There is no point to being condescending to what someone posts by making YOUR correction to their statement. He said what he said .. there was nothing to correct.

In the future I would be very careful making corrections to other peoples words/text unless of course your just that much better at this stuff than everybody else.....

BTW filling out your profile would lend a lot to your credibility here....
__________________
" One nice thing about the NEC articles ... you have lots of choices"

Stubbie

Last edited by Stubbie; 09-13-2010 at 12:02 AM.
Stubbie is offline   Reply With Quote
Old 09-13-2010, 11:58 AM   #13
Member
 
Join Date: Mar 2009
Posts: 780
Rewards Points: 500
Default

Just wondering- "common" or "neutral?"


I think to many people get overly concerned with what is the proper title or word usage. If some one asks about the bare wire, the green wire, the ground wire, or the bonding wire on e receptacle is any of those terms going to cause some one to mistake it for the third phase in a 3 phase system?
hayewe farm is offline   Reply With Quote
Old 09-13-2010, 01:34 PM   #14
liscenced electrician
 
Join Date: Jul 2008
Location: Oregon coast
Posts: 986
Rewards Points: 504
Default

Just wondering- "common" or "neutral?"


Quote:
Originally Posted by Stubbie View Post
Why did you need to fix anything ? the adverb hopefully simply means that you hope that the grounding conductor does not carry current. In the context of the sentence it is a comparison to the 'grounded conductor' being a system current carrying wire and the grounding wire not being a system current carrying wire so , hopefully, it isn't carrying dangerous system current ...ever,never,nada....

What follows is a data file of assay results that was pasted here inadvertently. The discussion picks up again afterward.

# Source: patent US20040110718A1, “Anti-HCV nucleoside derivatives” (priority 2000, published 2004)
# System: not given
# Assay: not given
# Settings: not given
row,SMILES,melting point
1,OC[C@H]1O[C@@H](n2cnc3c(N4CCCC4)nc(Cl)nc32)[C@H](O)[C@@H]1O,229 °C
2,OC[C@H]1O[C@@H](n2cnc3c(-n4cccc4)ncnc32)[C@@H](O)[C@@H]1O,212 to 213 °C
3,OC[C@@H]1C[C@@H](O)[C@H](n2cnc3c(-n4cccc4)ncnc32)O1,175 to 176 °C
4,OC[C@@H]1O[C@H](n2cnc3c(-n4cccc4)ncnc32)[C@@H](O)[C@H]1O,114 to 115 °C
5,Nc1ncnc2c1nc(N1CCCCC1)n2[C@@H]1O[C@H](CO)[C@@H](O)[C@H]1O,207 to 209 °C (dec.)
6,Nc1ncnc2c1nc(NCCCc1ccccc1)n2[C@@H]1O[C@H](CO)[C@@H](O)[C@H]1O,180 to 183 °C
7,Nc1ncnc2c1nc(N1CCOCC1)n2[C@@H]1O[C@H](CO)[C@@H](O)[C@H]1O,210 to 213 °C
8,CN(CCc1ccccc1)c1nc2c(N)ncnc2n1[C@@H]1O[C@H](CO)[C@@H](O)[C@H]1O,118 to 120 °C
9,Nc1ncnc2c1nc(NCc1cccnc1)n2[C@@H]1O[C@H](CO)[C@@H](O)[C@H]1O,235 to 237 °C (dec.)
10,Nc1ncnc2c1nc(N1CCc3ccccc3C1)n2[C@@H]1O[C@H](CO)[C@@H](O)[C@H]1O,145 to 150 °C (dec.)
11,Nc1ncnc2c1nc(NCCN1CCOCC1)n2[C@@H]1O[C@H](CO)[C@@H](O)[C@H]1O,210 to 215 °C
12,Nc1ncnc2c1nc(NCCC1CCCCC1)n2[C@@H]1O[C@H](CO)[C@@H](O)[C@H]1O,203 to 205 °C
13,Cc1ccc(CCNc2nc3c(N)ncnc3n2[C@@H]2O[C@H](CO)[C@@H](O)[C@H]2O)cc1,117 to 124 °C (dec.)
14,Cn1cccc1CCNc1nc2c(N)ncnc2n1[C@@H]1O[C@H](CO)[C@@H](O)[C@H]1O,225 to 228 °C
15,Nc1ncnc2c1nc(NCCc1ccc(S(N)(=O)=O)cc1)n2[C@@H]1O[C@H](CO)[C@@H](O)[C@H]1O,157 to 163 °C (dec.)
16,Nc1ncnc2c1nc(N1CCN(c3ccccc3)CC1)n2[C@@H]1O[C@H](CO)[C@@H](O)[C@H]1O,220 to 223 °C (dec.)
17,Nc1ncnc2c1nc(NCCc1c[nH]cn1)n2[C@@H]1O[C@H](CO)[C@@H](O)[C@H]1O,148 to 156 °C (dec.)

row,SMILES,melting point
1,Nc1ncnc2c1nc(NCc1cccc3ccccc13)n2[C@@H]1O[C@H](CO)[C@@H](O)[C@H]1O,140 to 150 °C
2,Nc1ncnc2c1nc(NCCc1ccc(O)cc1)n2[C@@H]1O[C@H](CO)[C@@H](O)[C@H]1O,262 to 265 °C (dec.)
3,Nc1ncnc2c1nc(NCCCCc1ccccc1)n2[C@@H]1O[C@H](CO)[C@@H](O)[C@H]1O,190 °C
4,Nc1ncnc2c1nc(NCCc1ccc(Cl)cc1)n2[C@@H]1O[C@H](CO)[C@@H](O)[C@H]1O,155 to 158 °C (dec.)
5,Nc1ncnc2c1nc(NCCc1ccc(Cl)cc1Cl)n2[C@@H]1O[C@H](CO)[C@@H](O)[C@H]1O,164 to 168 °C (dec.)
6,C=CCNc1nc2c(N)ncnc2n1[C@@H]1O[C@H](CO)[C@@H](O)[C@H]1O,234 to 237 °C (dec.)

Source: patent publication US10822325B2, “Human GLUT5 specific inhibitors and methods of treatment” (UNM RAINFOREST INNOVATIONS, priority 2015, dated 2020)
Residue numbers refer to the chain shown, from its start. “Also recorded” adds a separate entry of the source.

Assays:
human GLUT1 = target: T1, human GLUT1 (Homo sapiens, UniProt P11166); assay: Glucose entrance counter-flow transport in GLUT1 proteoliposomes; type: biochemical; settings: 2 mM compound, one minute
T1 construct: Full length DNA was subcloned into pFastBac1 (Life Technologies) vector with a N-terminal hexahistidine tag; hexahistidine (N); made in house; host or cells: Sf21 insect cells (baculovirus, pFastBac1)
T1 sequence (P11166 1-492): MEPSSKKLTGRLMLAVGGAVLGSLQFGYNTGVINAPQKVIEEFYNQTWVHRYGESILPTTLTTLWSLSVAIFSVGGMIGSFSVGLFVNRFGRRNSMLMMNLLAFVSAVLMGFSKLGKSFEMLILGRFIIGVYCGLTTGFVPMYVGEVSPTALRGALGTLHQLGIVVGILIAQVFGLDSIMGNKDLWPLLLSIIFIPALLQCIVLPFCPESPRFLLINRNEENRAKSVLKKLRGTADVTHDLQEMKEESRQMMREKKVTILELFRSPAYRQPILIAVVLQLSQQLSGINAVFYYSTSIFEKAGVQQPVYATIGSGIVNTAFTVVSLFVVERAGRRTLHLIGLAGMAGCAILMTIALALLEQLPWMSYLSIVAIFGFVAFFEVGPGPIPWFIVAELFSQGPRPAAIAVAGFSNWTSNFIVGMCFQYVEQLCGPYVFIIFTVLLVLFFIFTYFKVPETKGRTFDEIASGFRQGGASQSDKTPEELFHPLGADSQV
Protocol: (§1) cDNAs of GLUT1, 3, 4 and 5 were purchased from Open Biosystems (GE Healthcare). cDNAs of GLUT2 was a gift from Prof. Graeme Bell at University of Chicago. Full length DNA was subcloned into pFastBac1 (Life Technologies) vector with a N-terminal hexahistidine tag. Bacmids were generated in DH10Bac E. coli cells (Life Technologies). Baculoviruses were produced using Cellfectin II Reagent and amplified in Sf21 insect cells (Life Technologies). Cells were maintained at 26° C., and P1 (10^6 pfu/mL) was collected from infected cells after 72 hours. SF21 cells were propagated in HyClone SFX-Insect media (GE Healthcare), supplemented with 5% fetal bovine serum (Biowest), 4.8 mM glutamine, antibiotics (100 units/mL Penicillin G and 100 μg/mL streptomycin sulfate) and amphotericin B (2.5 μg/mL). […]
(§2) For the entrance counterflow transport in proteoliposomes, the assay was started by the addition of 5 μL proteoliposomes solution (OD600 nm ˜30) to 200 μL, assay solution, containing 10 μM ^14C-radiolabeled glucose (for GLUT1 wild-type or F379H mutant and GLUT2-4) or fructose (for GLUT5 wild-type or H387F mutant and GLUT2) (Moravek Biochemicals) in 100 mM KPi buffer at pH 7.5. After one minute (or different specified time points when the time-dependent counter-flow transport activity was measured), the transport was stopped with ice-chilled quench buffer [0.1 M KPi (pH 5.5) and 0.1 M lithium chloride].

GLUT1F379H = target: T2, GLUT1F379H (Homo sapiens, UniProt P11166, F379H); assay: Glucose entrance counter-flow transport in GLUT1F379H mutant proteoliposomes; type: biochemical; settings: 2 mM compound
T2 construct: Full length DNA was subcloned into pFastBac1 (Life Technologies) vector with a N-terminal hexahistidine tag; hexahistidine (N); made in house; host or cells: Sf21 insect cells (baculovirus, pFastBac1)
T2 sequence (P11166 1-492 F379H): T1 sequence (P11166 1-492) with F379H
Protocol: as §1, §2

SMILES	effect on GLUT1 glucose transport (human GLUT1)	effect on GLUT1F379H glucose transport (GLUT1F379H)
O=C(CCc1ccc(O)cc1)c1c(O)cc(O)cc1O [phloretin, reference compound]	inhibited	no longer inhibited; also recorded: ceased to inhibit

Now unless we want to determine what grounding wire we are taking about .. for example egc or gec then one better be careful saying a grounding wire will not have current on it 'under normal conditions'.

In what way? Someone going to burn the house down? We use all those terms here and things go just fine. We use the term grounded conductor often when refering to the incorrect term neutral in a 120 volt circuit.. When you look at a schematic of a utility ... what are they calling the utility neutral serving your home? It isn't called neutral it will be labeled 'grounded' conductor. Most DIY seem to like the term neutral for the grounded conductor in a 120 volt branch circuit. Many have no idea what you call it. Some just say 'white wire'. So it makes little diference what we call it. How about 'return' wire? We see that here too.

There is no point to being condescending to what someone posts by making YOUR correction to their statement. He said what he said .. there was nothing to correct.